Activities per year
Roland introduced the TR-808 Rhythm Composer in 1980. Though it represented a leap forward in analog drum machine technology (both for its programmability and the quality of its voice design), it was released just as interest in digital sample-based drum machines (such as the Linn LM-1 and the Oberheim DMX) was taking off. Reception and sales were lukewarm, and “the 808” found only limited use in its intended purpose – the creation of studio demos. Although Roland discontinued the 808 in 1984, it soon found new use (via the bargain bins) as an affordable source of beats for early hip hop and techno musicians. Today, the 808 remains ubiquitous in many forms of electronic dance music and pop music, as a source of musical material and frequent lyrical reference (see Kanye West’s “808s & Heartbreak”, Ke$ha’s “Your Love Is My Drug”, & many others). Ironically, an instrument once prized largely for its cheapness has become an increasingly expensive commodity. Reacting to this trend, many have emulated the 808, in both software and hardware regimes. Software emulations of the 808 range from early software samplers that reproduced the interface of the 808 (Propellorhead’s ReBirth RB-338), to signal-model imitations (Tactile Sounds’ TS-808, &c.), to modern physics-based simulations of the actual circuitry of the 808 (the D16 Group’s Nepheton, &c.). Hardware emulations of the 808 range in scope from single voices (see Eric Archer’s work, the XX808 series by TipTop Audio, &c.) to complete clones (AcidLab’s Miami, e-licktronic‘s Yocto, Christian Hartig’s TR-8060, &c.). Interest in hardware and software emulations reaches across borders, connecting experts and hackers, corporations and hobbyists, engineers and producers. With Kevin Tong, I (re)designed a hardware 808 “mega voice,” capable of simulating many of the 808’s voices and creating new hybrids. My current research focuses on creating physically-informed software models of “circuit-bent” and modded 808 voices. In my presentation, I’ll examine various approaches to recapturing the 808’s original sound and experience, paying special attention to how these emulations track technological progress and social change.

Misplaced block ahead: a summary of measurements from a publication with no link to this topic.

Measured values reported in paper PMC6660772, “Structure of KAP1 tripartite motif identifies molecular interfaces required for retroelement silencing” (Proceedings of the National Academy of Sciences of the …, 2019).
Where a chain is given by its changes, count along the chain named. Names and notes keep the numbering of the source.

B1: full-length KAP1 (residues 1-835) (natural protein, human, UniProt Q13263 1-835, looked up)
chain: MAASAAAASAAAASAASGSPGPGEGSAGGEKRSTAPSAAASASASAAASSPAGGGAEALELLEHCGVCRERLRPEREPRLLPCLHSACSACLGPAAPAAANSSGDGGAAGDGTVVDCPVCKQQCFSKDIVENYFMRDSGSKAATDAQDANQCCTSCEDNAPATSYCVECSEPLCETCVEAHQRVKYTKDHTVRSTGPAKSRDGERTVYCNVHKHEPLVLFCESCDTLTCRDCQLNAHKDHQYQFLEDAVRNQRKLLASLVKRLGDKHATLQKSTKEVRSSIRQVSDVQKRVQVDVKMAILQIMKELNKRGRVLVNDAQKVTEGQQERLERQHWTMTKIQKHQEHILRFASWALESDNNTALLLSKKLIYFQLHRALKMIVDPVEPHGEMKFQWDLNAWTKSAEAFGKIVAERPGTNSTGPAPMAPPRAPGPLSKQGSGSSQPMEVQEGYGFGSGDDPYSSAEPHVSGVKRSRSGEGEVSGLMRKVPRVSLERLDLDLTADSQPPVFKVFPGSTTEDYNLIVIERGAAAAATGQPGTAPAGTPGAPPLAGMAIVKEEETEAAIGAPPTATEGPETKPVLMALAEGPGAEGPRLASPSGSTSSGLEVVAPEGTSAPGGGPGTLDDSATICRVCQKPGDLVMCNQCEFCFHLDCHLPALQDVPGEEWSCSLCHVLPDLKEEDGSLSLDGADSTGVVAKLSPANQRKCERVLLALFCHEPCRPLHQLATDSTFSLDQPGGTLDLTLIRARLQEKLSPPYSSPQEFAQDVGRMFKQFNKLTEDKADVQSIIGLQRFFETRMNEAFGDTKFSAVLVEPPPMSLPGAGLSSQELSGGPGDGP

|Publication status||Published - 24 Apr 2014|
|Event||Bone Flute to Auto-Tune: A Conference on Music & Technology in History, Theory and Practice - University of California, Berkeley, Berkeley, United States|
Duration: 24 Apr 2014 → 26 Apr 2014
|Conference||Bone Flute to Auto-Tune: A Conference on Music & Technology in History, Theory and Practice|
|Period||24/04/2014 → 26/04/2014|
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- 1 Participation in conference
Kurt Werner (Participant)24 Apr 2014 → 26 Apr 2014
Activity: Participating in or organising an event types › Participation in conference